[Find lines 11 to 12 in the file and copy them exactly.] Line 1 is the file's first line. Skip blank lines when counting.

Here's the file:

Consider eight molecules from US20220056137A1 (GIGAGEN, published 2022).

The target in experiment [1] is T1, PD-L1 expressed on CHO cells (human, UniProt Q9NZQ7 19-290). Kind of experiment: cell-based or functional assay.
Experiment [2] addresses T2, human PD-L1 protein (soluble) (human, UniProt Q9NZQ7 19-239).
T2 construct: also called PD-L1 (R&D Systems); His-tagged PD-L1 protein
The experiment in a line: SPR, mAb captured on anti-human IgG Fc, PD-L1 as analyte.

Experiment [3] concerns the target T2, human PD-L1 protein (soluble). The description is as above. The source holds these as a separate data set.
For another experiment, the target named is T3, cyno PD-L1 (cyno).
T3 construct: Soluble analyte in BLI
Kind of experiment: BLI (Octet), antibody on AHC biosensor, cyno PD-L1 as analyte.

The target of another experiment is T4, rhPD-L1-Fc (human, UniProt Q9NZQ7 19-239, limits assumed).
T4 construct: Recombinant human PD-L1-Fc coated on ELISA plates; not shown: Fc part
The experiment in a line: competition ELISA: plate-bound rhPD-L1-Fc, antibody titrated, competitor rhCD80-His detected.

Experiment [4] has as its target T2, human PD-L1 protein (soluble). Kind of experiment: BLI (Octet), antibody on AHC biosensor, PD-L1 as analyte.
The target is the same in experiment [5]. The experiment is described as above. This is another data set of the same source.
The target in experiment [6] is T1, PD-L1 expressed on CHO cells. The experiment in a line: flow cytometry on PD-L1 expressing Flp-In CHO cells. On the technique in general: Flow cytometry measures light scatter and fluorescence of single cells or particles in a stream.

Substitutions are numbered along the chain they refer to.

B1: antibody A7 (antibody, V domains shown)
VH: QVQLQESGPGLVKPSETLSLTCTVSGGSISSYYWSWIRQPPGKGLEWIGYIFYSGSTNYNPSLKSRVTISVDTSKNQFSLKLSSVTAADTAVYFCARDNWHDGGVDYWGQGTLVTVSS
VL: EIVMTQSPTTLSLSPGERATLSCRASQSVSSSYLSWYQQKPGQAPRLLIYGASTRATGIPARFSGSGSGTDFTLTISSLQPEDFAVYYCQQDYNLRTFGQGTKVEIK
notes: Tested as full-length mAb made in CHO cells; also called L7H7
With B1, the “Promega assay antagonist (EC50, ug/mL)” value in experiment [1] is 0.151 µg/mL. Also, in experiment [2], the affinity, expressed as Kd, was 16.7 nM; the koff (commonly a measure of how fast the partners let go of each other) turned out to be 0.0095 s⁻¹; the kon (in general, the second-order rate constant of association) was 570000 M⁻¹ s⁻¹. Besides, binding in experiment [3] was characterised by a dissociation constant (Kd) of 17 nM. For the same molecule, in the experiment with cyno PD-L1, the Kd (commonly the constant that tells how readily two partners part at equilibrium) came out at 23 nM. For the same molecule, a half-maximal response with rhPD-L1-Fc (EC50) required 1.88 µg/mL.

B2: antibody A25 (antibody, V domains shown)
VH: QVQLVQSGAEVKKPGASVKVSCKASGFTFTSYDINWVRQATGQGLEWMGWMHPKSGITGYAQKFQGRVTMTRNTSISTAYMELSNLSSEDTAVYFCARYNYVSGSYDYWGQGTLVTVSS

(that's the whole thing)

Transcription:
T4 construct: Recombinant human PD-L1-Fc coated on ELISA plates; not shown: Fc part
The experiment in a line: competition ELISA: plate-bound rhPD-L1-Fc, antibody titrated, competitor rhCD80-His detected.